Beta-NMR, in which the resonances are observed as changes in beta-decay anisotropy, is over 10 orders of magnitude more sensitive than conventional Nuclear Magnetic Resonance. The method has been used widely in nuclear physics and condensed matter, but not yet in soft matter. In the former it allows determining precisely the electromagnetic moments of exotic nuclei, thus providing information on their single-particle and collective properties, while in the latter it allows looking at the local properties of different host materials.
On the other hand, in chemistry and biochemistry classical NMR is currently the most versatile and powerful spectroscopic technique for characterization of molecular structure and dynamics in solution. However, the low sensitivity leads to relatively large amounts of sample, which poses constraints on the systems that may be explored. In addition, not all elements are easily accessible, as the most abundant isotopes display no or poor response. This is where ultra-sensitivity of beta-NMR can be of value.
Our project aims at applying beta-NMR for the 1st time to soft-matter biological samples, using the newly commissioned laser spin-polarization beamline at ISOLDE. We use optical pumping with lasers to polarize isotopes of different metallic elements. The anisotropic emission of beta radiation is them used to detect NMR response, leading to the above-mentioned 10 orders of magnitude increase in sensitivity. A very similar approach based on hyperpolarization with lasers and on detection of resonances using gamma-ray emission has been recently applied to the magnetic resonance imaging.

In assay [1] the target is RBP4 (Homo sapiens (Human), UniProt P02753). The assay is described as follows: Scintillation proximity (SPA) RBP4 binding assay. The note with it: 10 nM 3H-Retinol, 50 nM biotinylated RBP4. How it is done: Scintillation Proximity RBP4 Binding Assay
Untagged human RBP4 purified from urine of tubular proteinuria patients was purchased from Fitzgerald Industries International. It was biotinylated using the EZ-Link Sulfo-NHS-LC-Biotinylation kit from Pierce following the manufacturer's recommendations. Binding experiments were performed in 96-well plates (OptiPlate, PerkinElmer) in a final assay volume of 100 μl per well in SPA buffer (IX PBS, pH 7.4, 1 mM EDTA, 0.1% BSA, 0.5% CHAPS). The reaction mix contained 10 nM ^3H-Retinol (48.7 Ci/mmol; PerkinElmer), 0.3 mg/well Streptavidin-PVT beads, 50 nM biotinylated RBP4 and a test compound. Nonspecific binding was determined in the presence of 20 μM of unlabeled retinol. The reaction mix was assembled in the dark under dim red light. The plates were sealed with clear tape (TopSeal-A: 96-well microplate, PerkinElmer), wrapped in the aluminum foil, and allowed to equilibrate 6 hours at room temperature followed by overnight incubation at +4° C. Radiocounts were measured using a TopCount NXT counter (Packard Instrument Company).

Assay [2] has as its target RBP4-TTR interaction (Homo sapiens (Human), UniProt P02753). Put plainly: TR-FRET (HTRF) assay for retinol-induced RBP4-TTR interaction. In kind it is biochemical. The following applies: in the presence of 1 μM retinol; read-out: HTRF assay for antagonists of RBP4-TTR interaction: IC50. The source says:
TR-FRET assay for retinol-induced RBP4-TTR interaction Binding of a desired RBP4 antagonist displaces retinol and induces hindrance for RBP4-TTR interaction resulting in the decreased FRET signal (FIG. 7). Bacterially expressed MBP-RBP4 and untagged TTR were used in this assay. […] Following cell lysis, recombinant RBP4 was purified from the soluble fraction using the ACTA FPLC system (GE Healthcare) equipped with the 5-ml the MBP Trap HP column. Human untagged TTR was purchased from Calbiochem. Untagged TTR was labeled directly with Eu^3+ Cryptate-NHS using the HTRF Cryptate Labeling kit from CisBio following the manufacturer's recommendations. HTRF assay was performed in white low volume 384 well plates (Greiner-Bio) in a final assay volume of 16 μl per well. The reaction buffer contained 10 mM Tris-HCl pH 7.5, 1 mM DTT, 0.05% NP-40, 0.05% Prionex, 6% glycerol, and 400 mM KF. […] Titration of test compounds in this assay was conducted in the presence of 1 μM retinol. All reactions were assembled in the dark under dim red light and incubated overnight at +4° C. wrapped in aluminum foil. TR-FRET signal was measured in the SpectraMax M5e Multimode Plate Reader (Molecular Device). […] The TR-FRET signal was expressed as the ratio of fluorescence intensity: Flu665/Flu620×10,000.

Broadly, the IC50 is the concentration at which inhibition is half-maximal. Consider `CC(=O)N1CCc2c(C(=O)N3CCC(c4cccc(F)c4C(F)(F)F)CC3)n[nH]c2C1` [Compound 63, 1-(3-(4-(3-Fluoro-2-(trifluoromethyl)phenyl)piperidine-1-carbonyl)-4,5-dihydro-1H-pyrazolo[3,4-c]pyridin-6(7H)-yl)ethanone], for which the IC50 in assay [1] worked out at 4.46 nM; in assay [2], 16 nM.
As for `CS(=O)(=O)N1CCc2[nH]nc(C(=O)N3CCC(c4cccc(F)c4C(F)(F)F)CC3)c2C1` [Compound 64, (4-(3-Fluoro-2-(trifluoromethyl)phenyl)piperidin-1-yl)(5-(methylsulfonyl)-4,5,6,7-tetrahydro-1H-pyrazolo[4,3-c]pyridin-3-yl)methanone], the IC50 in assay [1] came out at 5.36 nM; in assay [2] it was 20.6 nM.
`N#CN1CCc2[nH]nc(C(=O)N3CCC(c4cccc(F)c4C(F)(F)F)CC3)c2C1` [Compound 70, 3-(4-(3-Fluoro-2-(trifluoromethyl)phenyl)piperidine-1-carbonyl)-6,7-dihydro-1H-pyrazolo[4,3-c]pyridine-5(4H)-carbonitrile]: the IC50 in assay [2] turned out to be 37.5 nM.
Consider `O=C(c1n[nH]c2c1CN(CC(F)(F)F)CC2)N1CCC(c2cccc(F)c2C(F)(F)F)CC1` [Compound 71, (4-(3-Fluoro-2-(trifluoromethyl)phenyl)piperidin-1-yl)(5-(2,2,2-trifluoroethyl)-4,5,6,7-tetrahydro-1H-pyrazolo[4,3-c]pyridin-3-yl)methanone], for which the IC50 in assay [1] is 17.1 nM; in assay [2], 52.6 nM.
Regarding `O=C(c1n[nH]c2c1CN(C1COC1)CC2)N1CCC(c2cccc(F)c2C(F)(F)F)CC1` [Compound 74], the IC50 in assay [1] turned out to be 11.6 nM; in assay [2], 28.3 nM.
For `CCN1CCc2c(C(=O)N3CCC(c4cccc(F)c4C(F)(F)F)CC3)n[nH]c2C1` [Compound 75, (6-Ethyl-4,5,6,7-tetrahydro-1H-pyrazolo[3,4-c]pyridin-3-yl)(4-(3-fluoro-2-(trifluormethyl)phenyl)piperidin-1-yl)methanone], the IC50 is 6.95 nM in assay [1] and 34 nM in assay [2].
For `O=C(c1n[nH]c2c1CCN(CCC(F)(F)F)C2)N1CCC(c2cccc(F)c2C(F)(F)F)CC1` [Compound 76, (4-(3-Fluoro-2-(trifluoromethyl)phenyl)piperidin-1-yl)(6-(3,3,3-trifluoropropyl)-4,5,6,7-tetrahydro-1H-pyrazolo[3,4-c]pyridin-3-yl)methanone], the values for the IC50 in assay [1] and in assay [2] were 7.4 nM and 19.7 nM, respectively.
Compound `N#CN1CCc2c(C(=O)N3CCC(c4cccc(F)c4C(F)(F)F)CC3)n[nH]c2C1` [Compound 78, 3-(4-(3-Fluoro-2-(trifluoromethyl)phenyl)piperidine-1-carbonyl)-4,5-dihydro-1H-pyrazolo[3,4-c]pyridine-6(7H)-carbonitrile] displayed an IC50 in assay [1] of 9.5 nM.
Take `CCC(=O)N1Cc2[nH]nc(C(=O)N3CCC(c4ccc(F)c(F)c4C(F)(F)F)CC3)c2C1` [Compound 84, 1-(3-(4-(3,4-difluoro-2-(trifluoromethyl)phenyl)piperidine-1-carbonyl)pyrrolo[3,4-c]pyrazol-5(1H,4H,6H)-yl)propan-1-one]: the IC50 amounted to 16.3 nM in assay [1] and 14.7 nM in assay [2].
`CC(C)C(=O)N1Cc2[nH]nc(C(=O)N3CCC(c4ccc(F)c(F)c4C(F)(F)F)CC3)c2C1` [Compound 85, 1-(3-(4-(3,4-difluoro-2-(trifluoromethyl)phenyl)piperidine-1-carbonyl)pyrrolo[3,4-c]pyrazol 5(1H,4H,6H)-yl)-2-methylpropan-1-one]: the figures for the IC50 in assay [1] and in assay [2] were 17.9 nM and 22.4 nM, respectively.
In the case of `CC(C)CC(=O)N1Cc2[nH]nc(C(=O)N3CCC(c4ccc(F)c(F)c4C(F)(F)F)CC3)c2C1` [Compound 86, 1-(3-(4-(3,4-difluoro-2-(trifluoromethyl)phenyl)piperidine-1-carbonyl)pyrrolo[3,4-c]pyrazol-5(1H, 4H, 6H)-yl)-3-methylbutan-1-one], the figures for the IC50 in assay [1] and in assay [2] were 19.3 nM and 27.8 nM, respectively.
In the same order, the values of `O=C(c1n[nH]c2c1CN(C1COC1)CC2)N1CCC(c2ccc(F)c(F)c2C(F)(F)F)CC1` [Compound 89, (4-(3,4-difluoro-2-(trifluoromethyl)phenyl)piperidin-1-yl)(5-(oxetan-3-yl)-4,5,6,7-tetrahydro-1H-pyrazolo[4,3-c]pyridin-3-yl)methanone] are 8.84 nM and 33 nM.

The scientific goal is to investigate the interaction of essential metal ions, which are otherwise difficult to address, such as Na(I), K(I), Mg(II), Cu(I), and Zn(II), with nucleic acids and proteins. In 2016 we designed, built, and commissioned the experimental setup and in 2017 we recorded the first liquid-NMR spectra, preparing for studies of the interaction of DNA G-quadruplex structures with Na(I) and K(I) ions that are crucial for the structures’ formation, stability, and polymorphism. Within a sister-project, we aim at using gamma-MRI of Xe isotopes for lower-dose and higher-resolution medical imaging.